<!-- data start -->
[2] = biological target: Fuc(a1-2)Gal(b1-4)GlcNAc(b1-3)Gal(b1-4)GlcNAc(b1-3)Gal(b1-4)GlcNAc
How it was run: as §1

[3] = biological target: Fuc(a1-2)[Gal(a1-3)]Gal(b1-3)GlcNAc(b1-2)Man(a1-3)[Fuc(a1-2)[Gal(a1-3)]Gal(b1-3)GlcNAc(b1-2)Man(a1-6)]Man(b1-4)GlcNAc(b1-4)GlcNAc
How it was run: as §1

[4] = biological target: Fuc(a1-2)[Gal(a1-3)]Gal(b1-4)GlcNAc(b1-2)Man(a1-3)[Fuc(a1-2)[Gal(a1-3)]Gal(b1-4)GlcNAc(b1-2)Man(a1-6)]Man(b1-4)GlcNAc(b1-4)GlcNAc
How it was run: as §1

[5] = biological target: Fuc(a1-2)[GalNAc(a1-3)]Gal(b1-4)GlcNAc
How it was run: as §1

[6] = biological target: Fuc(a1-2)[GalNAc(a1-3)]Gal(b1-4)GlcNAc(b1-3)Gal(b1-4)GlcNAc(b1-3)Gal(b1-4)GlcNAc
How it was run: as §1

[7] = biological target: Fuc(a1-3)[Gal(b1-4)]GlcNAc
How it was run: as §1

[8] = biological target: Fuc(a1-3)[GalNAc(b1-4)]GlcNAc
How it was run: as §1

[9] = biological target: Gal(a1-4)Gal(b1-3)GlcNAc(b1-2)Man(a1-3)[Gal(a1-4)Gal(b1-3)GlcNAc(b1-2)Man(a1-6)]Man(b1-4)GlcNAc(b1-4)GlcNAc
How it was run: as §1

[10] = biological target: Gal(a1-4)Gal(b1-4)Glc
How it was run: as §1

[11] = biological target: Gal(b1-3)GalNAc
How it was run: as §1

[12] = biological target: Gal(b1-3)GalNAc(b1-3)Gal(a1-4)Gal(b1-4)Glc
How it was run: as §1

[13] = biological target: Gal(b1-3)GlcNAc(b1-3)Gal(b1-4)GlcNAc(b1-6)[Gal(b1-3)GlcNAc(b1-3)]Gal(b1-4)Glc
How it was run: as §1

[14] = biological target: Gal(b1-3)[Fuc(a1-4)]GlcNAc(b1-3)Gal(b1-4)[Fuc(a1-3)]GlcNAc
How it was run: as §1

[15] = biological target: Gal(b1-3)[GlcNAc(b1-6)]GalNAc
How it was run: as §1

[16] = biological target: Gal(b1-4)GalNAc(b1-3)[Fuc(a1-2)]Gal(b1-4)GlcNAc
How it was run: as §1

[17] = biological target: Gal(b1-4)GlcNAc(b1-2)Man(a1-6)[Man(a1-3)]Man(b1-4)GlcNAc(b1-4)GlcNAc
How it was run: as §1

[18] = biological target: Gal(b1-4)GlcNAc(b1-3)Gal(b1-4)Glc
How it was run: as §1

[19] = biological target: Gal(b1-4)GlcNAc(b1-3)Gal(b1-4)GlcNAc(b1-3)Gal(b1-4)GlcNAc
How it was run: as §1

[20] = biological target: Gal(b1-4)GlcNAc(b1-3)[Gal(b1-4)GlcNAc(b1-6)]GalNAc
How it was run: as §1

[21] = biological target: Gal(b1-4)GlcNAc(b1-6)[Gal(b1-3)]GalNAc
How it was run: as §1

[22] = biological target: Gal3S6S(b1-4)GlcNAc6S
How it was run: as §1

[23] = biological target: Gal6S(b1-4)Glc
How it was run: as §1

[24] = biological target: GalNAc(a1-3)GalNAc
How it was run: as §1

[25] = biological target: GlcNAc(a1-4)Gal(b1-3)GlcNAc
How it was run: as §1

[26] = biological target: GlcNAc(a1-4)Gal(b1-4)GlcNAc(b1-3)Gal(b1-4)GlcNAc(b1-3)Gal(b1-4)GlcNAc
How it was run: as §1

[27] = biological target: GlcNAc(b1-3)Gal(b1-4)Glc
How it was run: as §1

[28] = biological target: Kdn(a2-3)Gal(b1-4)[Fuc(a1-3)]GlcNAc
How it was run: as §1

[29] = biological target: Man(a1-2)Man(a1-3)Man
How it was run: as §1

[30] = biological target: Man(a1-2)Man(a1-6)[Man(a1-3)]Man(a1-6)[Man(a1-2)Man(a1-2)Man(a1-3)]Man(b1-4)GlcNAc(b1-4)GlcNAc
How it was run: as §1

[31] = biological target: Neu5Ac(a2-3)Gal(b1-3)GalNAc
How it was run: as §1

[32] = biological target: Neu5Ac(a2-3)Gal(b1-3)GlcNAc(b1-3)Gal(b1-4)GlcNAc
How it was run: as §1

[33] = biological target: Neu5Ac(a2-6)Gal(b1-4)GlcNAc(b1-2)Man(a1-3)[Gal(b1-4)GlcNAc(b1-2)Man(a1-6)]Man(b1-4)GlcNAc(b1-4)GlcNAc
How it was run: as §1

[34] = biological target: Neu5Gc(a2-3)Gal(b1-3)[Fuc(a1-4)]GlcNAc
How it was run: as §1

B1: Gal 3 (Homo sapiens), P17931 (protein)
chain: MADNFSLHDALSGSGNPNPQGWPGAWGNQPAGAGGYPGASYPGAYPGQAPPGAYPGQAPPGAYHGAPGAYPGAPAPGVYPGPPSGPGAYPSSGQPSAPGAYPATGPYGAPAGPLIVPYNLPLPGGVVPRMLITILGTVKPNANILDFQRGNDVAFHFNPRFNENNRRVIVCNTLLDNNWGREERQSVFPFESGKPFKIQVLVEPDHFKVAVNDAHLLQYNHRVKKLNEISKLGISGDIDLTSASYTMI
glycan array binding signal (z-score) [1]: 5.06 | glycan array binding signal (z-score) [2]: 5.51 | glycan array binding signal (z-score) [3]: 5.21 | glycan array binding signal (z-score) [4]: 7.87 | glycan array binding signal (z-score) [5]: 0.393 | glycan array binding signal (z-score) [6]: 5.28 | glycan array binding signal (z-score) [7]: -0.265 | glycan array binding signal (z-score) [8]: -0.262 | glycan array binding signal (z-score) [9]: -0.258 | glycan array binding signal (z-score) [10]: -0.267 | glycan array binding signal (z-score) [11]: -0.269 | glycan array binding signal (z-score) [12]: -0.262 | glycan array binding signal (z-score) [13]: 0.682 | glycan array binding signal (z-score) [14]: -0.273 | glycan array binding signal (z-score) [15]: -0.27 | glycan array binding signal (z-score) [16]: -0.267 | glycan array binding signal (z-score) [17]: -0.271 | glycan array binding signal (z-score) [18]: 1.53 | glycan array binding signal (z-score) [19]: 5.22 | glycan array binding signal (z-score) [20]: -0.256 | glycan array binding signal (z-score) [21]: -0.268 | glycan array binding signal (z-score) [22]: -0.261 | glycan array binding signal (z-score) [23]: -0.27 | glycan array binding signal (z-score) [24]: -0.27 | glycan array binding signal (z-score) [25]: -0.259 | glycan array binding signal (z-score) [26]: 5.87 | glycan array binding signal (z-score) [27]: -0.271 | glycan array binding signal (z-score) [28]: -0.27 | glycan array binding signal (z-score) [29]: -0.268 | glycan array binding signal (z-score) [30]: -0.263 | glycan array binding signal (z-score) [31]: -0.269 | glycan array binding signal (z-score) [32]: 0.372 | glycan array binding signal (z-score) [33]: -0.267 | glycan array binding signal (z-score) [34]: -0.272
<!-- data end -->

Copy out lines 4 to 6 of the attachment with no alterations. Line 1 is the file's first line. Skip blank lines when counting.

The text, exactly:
How it was run: as §1

[4] = biological target: Fuc(a1-2)[Gal(a1-3)]Gal(b1-4)GlcNAc(b1-2)Man(a1-3)[Fuc(a1-2)[Gal(a1-3)]Gal(b1-4)GlcNAc(b1-2)Man(a1-6)]Man(b1-4)GlcNAc(b1-4)GlcNAc
How it was run: as §1